Wildlife hazard management at airports: Fifteen years of growth and progress for Wildlife Services
- Author(s): Wenning, Krista M.
- Begier, Michael J.
- Dolbeer, Richard A.
- et al.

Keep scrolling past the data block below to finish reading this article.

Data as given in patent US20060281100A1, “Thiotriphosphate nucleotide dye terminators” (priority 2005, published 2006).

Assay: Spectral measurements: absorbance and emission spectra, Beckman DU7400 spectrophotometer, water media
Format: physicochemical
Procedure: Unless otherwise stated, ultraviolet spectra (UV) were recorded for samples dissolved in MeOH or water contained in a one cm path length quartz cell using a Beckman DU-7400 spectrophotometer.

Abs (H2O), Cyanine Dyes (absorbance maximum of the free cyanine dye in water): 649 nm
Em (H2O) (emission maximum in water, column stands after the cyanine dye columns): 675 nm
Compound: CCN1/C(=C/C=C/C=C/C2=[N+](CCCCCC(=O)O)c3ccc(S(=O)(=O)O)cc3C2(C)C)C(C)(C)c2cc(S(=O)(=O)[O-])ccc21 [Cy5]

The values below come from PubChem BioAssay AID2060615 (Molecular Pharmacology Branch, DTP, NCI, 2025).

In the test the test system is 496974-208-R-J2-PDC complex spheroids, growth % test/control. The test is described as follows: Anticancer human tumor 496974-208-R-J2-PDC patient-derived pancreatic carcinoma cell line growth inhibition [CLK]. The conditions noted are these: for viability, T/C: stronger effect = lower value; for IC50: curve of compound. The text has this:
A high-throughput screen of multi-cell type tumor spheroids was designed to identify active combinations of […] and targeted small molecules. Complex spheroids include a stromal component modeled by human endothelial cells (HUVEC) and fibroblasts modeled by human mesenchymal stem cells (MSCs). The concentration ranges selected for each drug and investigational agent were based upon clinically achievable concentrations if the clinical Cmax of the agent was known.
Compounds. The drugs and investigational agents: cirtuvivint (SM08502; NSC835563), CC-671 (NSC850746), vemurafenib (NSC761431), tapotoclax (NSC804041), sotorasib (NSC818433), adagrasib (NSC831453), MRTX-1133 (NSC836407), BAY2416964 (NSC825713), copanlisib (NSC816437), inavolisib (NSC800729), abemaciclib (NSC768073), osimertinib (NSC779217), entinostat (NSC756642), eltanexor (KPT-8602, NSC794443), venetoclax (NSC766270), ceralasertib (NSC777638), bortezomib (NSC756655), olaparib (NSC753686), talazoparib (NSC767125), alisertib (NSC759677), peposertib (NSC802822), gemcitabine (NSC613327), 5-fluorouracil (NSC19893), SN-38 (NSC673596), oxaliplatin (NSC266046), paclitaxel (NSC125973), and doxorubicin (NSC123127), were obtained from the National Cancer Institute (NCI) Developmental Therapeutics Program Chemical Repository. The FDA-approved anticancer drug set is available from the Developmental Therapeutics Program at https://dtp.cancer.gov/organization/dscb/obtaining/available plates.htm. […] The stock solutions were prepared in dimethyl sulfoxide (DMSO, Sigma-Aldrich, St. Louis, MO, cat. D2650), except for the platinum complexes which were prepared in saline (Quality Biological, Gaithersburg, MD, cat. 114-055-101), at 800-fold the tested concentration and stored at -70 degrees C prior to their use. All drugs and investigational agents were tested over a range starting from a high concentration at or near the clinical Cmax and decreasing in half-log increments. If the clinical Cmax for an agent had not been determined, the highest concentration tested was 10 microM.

In the 1990s, major concurrent expansions occurred with commercial aviation and populations of bird and other wildlife species considered hazardous to aviation. These parallel trends resulted in increased numbers of wildlife collisions with aircraft (wildlife strikes) that now cost USA civil and military aviation more than $500 million annually and pose a threat to flight crews and passengers. The USDA Wildlife Services (WS) program responded to these increased conflicts by developing an integrated, science-based program of technical and operational assistance for the aviation industry to reduce wildlife hazards at civil and military airports. This WS Airports Program was based on a foundation of 3 initiatives. The first was Memoranda of Understanding developed in 1989-1990 between WS, the Federal Aviation Administration (FAA), and the Department of Defense (DoD) which state that the FAA, certificated airports, or DoD facilities may request assistance from WS to reduce wildlife hazards to aviation. A second initiative was an interagency agreement between FAA and WS in place since 1991 that charged WS to research new methods to reduce strikes and to develop a National Wildlife Strike Database. A third initiative was an Airports Training Course developed by WS that has certified 247 WS biologists and technicians to work on airports, 1996-2003. As a result of these initiatives, WS provided assistance in assessing hazards and reducing risks posed by wildlife at 565 airports in 2003 compared to only 42 in 1990. Accomplishments of the WS Airports Program since 1990 are discussed through case studies. These studies include: 1) the development of the 57,000-record National Wildlife Strike Database, which provides a scientific foundation for WS work at airports; 2) applied research projects resulting in new information and techniques for reducing strikes; and 3) integrated wildlife damage management programs at airports that have resulted in significant reductions in wildlife strikes.